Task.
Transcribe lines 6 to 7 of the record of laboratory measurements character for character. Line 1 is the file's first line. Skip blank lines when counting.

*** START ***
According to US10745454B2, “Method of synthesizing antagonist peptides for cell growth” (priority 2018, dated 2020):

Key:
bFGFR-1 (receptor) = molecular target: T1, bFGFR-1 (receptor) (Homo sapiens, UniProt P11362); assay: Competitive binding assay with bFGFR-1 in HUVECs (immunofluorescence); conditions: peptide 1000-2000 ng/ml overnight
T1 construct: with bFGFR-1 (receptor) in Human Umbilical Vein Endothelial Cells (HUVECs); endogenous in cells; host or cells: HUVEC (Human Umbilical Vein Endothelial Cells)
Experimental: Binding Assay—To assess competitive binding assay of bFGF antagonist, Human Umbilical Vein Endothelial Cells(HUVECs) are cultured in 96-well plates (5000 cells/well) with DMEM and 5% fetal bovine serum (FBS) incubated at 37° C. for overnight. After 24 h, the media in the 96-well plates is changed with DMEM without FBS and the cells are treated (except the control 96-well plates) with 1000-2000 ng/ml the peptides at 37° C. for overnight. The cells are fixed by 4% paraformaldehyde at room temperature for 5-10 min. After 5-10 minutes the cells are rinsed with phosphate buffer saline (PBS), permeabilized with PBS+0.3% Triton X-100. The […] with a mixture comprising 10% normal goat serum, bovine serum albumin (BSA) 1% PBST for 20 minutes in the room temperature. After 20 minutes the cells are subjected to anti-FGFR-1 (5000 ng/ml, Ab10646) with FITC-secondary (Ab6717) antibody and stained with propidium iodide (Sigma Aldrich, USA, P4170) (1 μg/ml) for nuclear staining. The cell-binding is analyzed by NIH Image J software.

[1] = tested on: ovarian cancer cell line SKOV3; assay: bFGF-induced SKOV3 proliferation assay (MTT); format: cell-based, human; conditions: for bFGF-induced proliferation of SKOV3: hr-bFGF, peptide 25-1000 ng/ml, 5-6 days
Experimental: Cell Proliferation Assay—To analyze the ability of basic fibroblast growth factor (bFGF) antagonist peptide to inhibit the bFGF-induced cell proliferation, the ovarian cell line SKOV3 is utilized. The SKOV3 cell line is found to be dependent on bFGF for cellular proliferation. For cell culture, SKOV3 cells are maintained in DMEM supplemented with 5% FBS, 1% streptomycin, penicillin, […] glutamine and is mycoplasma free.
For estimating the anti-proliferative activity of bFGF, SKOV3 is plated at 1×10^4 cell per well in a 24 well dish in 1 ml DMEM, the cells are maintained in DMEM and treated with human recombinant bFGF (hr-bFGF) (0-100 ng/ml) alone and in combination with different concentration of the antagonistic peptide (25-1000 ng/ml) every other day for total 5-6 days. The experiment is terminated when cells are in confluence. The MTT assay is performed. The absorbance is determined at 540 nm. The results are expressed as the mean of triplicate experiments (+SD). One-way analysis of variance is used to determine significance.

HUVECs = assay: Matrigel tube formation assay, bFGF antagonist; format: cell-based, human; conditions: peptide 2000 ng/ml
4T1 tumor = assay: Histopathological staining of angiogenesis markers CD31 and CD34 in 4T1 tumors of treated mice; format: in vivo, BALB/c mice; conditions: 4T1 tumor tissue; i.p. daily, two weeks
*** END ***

[1] = tested on: ovarian cancer cell line SKOV3; assay: bFGF-induced SKOV3 proliferation assay (MTT); format: cell-based, human; conditions: for bFGF-induced proliferation of SKOV3: hr-bFGF, peptide 25-1000 ng/ml, 5-6 days
Experimental: Cell Proliferation Assay—To analyze the ability of basic fibroblast growth factor (bFGF) antagonist peptide to inhibit the bFGF-induced cell proliferation, the ovarian cell line SKOV3 is utilized. The SKOV3 cell line is found to be dependent on bFGF for cellular proliferation. For cell culture, SKOV3 cells are maintained in DMEM supplemented with 5% FBS, 1% streptomycin, penicillin, […] glutamine and is mycoplasma free.